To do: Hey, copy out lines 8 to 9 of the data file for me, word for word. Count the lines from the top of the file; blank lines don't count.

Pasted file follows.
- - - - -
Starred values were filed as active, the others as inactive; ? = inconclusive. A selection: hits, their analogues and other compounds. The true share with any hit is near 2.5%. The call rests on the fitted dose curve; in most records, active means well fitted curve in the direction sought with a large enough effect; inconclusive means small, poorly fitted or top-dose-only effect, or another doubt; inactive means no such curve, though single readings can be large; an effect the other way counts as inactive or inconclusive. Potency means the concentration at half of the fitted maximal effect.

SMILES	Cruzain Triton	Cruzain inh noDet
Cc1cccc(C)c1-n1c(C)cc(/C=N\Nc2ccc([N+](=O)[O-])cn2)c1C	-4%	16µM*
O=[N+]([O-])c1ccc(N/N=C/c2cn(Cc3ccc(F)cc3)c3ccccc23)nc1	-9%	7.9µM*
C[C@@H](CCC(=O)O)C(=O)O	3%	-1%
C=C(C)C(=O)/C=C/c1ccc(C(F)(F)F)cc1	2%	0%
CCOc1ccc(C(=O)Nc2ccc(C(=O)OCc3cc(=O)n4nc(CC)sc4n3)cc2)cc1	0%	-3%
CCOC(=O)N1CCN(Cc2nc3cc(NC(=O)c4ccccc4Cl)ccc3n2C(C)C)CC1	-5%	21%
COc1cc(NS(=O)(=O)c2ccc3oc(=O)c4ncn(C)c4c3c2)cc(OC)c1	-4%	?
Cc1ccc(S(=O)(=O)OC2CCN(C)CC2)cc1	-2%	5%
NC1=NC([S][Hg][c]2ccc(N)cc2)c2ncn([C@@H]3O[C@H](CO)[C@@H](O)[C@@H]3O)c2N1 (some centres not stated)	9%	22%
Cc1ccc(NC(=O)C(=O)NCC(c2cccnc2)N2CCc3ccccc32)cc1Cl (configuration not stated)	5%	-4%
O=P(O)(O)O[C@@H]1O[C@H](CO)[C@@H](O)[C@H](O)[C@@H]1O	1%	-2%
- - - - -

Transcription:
CCOC(=O)N1CCN(Cc2nc3cc(NC(=O)c4ccccc4Cl)ccc3n2C(C)C)CC1	-5%	21%
COc1cc(NS(=O)(=O)c2ccc3oc(=O)c4ncn(C)c4c3c2)cc(OC)c1	-4%	?